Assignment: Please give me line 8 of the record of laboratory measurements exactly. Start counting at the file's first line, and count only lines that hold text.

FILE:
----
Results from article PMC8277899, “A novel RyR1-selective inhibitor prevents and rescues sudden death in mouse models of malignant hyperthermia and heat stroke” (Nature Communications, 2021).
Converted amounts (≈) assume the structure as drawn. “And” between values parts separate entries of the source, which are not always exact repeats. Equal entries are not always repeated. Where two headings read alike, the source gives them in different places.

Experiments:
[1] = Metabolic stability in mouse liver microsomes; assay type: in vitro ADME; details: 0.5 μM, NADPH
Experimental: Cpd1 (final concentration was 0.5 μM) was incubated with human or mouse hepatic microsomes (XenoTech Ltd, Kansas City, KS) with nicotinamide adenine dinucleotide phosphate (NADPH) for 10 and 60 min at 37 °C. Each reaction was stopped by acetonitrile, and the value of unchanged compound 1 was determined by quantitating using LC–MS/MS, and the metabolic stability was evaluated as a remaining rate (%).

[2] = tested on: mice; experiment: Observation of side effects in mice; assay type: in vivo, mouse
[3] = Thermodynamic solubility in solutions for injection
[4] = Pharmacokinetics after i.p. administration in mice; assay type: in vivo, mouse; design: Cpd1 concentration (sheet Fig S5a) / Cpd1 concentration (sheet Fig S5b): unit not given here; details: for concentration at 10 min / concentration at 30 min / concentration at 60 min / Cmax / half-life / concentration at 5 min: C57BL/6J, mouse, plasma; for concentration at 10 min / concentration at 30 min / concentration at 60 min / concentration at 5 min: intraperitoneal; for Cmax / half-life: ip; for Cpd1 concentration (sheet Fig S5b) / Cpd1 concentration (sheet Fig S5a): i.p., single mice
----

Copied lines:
[4] = Pharmacokinetics after i.p. administration in mice; assay type: in vivo, mouse; design: Cpd1 concentration (sheet Fig S5a) / Cpd1 concentration (sheet Fig S5b): unit not given here; details: for concentration at 10 min / concentration at 30 min / concentration at 60 min / Cmax / half-life / concentration at 5 min: C57BL/6J, mouse, plasma; for concentration at 10 min / concentration at 30 min / concentration at 60 min / concentration at 5 min: intraperitoneal; for Cmax / half-life: ip; for Cpd1 concentration (sheet Fig S5b) / Cpd1 concentration (sheet Fig S5a): i.p., single mice